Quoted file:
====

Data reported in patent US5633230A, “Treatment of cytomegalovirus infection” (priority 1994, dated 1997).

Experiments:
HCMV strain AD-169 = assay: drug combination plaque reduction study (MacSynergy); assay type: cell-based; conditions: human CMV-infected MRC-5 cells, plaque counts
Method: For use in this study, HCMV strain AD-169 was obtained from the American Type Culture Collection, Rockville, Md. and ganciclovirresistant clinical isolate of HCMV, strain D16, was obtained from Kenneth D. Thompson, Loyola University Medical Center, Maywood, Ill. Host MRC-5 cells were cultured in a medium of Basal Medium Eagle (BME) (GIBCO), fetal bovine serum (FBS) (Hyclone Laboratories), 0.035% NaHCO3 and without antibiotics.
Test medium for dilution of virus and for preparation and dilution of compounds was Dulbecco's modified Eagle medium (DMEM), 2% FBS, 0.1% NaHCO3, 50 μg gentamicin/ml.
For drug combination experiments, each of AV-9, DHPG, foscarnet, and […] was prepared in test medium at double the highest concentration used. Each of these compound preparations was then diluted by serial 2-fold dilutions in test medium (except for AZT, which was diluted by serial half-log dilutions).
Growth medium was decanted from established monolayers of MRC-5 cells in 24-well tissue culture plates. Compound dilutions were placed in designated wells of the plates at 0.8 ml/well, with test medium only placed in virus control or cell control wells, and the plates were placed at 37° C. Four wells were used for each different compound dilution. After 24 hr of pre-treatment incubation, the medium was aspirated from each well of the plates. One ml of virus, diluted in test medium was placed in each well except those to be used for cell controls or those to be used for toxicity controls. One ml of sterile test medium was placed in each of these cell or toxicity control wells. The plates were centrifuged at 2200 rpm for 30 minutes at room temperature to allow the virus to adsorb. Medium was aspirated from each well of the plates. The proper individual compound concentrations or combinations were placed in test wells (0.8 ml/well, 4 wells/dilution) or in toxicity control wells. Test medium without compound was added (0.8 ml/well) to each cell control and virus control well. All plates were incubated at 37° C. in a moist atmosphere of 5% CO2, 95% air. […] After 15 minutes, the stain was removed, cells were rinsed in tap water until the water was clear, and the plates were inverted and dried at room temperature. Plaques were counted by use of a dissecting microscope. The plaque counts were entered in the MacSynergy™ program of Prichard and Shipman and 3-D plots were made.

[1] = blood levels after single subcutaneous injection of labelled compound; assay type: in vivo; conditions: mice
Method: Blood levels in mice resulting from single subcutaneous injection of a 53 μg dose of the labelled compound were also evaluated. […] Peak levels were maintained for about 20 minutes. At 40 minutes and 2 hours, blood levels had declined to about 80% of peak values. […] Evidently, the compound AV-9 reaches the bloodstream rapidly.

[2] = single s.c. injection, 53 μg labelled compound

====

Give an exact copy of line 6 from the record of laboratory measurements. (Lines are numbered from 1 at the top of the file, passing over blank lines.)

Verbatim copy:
For drug combination experiments, each of AV-9, DHPG, foscarnet, and […] was prepared in test medium at double the highest concentration used. Each of these compound preparations was then diluted by serial 2-fold dilutions in test medium (except for AZT, which was diluted by serial half-log dilutions).